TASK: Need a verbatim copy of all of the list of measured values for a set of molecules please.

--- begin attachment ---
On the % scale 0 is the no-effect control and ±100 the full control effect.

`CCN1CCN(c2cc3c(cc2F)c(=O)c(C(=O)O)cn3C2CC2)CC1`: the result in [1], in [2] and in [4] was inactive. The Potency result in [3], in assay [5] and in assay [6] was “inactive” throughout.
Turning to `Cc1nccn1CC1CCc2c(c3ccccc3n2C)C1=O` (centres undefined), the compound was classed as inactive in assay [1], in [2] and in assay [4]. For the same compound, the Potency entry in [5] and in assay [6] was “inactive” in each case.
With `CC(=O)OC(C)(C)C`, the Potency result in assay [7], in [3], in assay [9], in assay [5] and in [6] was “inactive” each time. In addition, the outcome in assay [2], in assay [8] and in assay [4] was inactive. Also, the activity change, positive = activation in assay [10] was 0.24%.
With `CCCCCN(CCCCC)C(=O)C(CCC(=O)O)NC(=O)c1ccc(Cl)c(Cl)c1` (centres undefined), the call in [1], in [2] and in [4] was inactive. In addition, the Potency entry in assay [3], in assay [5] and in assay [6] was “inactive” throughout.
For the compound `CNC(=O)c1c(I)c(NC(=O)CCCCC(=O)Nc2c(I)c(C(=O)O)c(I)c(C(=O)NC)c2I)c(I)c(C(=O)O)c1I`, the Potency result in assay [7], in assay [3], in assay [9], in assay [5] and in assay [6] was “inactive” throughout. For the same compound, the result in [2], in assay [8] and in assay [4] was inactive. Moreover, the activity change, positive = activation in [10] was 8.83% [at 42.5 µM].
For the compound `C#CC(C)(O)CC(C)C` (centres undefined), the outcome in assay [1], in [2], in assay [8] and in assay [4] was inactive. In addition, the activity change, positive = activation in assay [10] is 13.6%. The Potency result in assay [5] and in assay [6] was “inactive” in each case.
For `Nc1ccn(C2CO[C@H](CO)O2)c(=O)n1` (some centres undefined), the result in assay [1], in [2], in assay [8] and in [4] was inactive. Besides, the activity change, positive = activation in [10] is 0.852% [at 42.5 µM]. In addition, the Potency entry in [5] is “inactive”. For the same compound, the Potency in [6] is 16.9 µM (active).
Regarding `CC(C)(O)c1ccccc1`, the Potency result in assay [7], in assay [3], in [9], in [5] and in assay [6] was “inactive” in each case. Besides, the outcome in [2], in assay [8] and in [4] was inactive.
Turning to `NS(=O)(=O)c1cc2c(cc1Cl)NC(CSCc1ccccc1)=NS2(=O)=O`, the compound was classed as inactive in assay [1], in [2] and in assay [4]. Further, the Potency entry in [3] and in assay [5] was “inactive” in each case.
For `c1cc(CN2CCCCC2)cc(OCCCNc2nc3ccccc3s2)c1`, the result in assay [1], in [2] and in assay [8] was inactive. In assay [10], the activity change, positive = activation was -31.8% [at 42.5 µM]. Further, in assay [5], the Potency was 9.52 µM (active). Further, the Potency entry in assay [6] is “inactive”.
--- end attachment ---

On the % scale 0 is the no-effect control and ±100 the full control effect.

`CCN1CCN(c2cc3c(cc2F)c(=O)c(C(=O)O)cn3C2CC2)CC1`: the result in [1], in [2] and in [4] was inactive. The Potency result in [3], in assay [5] and in assay [6] was “inactive” throughout.
Turning to `Cc1nccn1CC1CCc2c(c3ccccc3n2C)C1=O` (centres undefined), the compound was classed as inactive in assay [1], in [2] and in assay [4]. For the same compound, the Potency entry in [5] and in assay [6] was “inactive” in each case.
With `CC(=O)OC(C)(C)C`, the Potency result in assay [7], in [3], in assay [9], in assay [5] and in [6] was “inactive” each time. In addition, the outcome in assay [2], in assay [8] and in assay [4] was inactive. Also, the activity change, positive = activation in assay [10] was 0.24%.
With `CCCCCN(CCCCC)C(=O)C(CCC(=O)O)NC(=O)c1ccc(Cl)c(Cl)c1` (centres undefined), the call in [1], in [2] and in [4] was inactive. In addition, the Potency entry in assay [3], in assay [5] and in assay [6] was “inactive” throughout.
For the compound `CNC(=O)c1c(I)c(NC(=O)CCCCC(=O)Nc2c(I)c(C(=O)O)c(I)c(C(=O)NC)c2I)c(I)c(C(=O)O)c1I`, the Potency result in assay [7], in assay [3], in assay [9], in assay [5] and in assay [6] was “inactive” throughout. For the same compound, the result in [2], in assay [8] and in assay [4] was inactive. Moreover, the activity change, positive = activation in [10] was 8.83% [at 42.5 µM].
For the compound `C#CC(C)(O)CC(C)C` (centres undefined), the outcome in assay [1], in [2], in assay [8] and in assay [4] was inactive. In addition, the activity change, positive = activation in assay [10] is 13.6%. The Potency result in assay [5] and in assay [6] was “inactive” in each case.
For `Nc1ccn(C2CO[C@H](CO)O2)c(=O)n1` (some centres undefined), the result in assay [1], in [2], in assay [8] and in [4] was inactive. Besides, the activity change, positive = activation in [10] is 0.852% [at 42.5 µM]. In addition, the Potency entry in [5] is “inactive”. For the same compound, the Potency in [6] is 16.9 µM (active).
Regarding `CC(C)(O)c1ccccc1`, the Potency result in assay [7], in assay [3], in [9], in [5] and in assay [6] was “inactive” in each case. Besides, the outcome in [2], in assay [8] and in [4] was inactive.
Turning to `NS(=O)(=O)c1cc2c(cc1Cl)NC(CSCc1ccccc1)=NS2(=O)=O`, the compound was classed as inactive in assay [1], in [2] and in assay [4]. Further, the Potency entry in [3] and in assay [5] was “inactive” in each case.
For `c1cc(CN2CCCCC2)cc(OCCCNc2nc3ccccc3s2)c1`, the result in assay [1], in [2] and in assay [8] was inactive. In assay [10], the activity change, positive = activation was -31.8% [at 42.5 µM]. Further, in assay [5], the Potency was 9.52 µM (active). Further, the Potency entry in assay [6] is “inactive”.